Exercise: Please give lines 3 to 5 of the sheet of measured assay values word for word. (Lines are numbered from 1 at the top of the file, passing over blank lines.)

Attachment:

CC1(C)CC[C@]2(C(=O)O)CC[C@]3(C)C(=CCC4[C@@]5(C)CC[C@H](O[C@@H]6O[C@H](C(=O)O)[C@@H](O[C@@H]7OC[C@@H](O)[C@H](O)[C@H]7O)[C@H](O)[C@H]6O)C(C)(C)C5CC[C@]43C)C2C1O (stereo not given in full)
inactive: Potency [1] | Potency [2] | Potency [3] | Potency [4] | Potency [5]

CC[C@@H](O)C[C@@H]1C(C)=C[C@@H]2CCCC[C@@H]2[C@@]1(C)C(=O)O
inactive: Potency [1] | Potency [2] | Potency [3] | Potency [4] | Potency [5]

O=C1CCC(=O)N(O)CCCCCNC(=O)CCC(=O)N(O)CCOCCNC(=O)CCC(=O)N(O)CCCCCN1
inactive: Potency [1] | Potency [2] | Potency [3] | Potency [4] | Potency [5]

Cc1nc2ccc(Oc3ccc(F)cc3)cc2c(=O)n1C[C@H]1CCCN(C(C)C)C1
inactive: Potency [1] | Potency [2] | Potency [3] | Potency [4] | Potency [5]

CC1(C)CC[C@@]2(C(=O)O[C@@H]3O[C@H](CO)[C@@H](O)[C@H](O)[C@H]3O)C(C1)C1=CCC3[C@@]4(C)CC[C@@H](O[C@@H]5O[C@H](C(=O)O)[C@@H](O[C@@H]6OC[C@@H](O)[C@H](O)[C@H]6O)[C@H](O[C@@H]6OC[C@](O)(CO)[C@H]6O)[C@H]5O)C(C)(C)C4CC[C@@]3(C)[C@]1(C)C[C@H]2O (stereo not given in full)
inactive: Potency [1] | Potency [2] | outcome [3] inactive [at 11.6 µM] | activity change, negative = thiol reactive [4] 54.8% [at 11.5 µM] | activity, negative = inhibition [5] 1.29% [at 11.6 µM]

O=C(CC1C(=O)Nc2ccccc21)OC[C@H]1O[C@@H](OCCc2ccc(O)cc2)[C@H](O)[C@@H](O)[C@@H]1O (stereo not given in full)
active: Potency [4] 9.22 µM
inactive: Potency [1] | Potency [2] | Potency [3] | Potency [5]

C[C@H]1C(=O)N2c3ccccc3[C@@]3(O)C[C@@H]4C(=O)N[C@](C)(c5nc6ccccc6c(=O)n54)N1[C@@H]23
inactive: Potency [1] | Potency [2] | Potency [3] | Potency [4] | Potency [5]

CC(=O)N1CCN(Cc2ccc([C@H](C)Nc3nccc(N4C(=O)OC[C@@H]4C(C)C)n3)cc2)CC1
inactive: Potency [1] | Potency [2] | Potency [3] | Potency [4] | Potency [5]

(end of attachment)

CC[C@@H](O)C[C@@H]1C(C)=C[C@@H]2CCCC[C@@H]2[C@@]1(C)C(=O)O
inactive: Potency [1] | Potency [2] | Potency [3] | Potency [4] | Potency [5]

O=C1CCC(=O)N(O)CCCCCNC(=O)CCC(=O)N(O)CCOCCNC(=O)CCC(=O)N(O)CCCCCN1